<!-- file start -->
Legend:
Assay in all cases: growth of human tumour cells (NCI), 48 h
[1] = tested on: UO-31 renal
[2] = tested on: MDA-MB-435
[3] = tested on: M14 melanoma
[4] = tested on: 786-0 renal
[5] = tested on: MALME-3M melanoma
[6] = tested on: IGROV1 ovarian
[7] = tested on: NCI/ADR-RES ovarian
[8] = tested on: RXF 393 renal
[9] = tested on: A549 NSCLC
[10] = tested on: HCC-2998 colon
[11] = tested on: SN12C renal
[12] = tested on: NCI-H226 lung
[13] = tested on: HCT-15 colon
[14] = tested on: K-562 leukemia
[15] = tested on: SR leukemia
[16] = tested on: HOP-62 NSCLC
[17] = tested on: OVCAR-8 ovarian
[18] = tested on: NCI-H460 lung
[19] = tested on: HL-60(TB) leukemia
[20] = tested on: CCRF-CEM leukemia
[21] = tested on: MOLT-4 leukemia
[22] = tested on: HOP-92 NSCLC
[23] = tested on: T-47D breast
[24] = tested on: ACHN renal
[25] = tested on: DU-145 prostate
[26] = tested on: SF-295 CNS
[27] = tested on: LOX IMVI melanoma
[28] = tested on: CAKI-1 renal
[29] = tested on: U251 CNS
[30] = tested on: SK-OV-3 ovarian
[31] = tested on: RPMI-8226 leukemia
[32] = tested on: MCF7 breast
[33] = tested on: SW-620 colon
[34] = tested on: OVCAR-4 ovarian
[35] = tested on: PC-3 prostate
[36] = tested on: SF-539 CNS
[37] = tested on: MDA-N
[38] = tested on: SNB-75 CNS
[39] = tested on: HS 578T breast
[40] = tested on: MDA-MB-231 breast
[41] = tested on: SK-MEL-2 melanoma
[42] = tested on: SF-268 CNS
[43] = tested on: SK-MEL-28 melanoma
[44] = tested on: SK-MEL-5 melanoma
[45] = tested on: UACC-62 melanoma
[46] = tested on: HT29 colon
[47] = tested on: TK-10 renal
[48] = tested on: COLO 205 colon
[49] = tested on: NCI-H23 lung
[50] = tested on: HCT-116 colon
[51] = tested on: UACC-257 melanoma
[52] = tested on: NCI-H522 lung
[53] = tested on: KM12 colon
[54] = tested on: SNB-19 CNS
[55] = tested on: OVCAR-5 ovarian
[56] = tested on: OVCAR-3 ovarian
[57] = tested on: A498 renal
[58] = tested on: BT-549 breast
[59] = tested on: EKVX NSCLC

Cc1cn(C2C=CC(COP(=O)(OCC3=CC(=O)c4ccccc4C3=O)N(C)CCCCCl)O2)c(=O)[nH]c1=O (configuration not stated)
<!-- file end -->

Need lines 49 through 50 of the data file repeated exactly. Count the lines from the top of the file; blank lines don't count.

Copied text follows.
[47] = tested on: TK-10 renal
[48] = tested on: COLO 205 colon